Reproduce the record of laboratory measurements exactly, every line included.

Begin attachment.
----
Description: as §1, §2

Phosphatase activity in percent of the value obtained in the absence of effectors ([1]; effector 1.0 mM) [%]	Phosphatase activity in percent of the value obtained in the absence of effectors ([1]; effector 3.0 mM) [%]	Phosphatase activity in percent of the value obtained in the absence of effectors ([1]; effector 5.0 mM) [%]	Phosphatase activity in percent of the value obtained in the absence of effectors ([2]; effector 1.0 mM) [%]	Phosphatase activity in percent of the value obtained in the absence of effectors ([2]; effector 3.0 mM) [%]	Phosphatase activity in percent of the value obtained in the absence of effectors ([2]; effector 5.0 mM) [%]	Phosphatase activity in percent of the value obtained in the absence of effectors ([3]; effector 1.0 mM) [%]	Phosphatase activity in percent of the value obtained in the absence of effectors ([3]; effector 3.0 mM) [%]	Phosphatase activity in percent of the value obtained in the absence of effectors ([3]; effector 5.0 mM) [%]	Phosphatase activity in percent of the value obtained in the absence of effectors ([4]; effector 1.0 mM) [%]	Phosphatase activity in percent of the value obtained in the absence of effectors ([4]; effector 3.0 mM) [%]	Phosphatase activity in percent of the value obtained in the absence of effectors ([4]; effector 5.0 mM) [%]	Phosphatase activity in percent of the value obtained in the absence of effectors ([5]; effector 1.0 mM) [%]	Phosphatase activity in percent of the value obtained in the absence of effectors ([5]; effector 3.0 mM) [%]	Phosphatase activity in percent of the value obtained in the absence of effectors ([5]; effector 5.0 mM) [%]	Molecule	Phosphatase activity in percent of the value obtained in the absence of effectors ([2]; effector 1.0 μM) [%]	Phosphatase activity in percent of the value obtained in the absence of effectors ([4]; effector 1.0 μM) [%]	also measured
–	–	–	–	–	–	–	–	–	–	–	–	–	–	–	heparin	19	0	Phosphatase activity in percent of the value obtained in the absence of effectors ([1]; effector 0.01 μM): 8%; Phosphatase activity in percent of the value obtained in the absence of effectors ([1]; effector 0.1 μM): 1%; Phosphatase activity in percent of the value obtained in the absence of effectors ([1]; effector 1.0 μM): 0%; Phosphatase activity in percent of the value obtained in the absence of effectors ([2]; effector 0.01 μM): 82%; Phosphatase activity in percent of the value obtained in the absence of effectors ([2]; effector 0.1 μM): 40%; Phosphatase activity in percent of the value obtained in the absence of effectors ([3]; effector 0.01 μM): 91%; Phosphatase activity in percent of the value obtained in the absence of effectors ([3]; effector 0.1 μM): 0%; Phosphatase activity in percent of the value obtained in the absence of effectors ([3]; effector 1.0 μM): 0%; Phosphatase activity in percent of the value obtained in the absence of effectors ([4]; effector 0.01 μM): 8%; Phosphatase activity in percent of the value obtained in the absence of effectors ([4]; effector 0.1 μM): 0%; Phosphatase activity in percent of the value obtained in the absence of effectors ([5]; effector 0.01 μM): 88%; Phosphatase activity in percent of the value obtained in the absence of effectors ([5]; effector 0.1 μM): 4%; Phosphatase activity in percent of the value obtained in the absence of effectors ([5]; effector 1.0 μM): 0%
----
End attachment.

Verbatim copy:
Description: as §1, §2

Phosphatase activity in percent of the value obtained in the absence of effectors ([1]; effector 1.0 mM) [%]	Phosphatase activity in percent of the value obtained in the absence of effectors ([1]; effector 3.0 mM) [%]	Phosphatase activity in percent of the value obtained in the absence of effectors ([1]; effector 5.0 mM) [%]	Phosphatase activity in percent of the value obtained in the absence of effectors ([2]; effector 1.0 mM) [%]	Phosphatase activity in percent of the value obtained in the absence of effectors ([2]; effector 3.0 mM) [%]	Phosphatase activity in percent of the value obtained in the absence of effectors ([2]; effector 5.0 mM) [%]	Phosphatase activity in percent of the value obtained in the absence of effectors ([3]; effector 1.0 mM) [%]	Phosphatase activity in percent of the value obtained in the absence of effectors ([3]; effector 3.0 mM) [%]	Phosphatase activity in percent of the value obtained in the absence of effectors ([3]; effector 5.0 mM) [%]	Phosphatase activity in percent of the value obtained in the absence of effectors ([4]; effector 1.0 mM) [%]	Phosphatase activity in percent of the value obtained in the absence of effectors ([4]; effector 3.0 mM) [%]	Phosphatase activity in percent of the value obtained in the absence of effectors ([4]; effector 5.0 mM) [%]	Phosphatase activity in percent of the value obtained in the absence of effectors ([5]; effector 1.0 mM) [%]	Phosphatase activity in percent of the value obtained in the absence of effectors ([5]; effector 3.0 mM) [%]	Phosphatase activity in percent of the value obtained in the absence of effectors ([5]; effector 5.0 mM) [%]	Molecule	Phosphatase activity in percent of the value obtained in the absence of effectors ([2]; effector 1.0 μM) [%]	Phosphatase activity in percent of the value obtained in the absence of effectors ([4]; effector 1.0 μM) [%]	also measured
–	–	–	–	–	–	–	–	–	–	–	–	–	–	–	heparin	19	0	Phosphatase activity in percent of the value obtained in the absence of effectors ([1]; effector 0.01 μM): 8%; Phosphatase activity in percent of the value obtained in the absence of effectors ([1]; effector 0.1 μM): 1%; Phosphatase activity in percent of the value obtained in the absence of effectors ([1]; effector 1.0 μM): 0%; Phosphatase activity in percent of the value obtained in the absence of effectors ([2]; effector 0.01 μM): 82%; Phosphatase activity in percent of the value obtained in the absence of effectors ([2]; effector 0.1 μM): 40%; Phosphatase activity in percent of the value obtained in the absence of effectors ([3]; effector 0.01 μM): 91%; Phosphatase activity in percent of the value obtained in the absence of effectors ([3]; effector 0.1 μM): 0%; Phosphatase activity in percent of the value obtained in the absence of effectors ([3]; effector 1.0 μM): 0%; Phosphatase activity in percent of the value obtained in the absence of effectors ([4]; effector 0.01 μM): 8%; Phosphatase activity in percent of the value obtained in the absence of effectors ([4]; effector 0.1 μM): 0%; Phosphatase activity in percent of the value obtained in the absence of effectors ([5]; effector 0.01 μM): 88%; Phosphatase activity in percent of the value obtained in the absence of effectors ([5]; effector 0.1 μM): 4%; Phosphatase activity in percent of the value obtained in the absence of effectors ([5]; effector 1.0 μM): 0%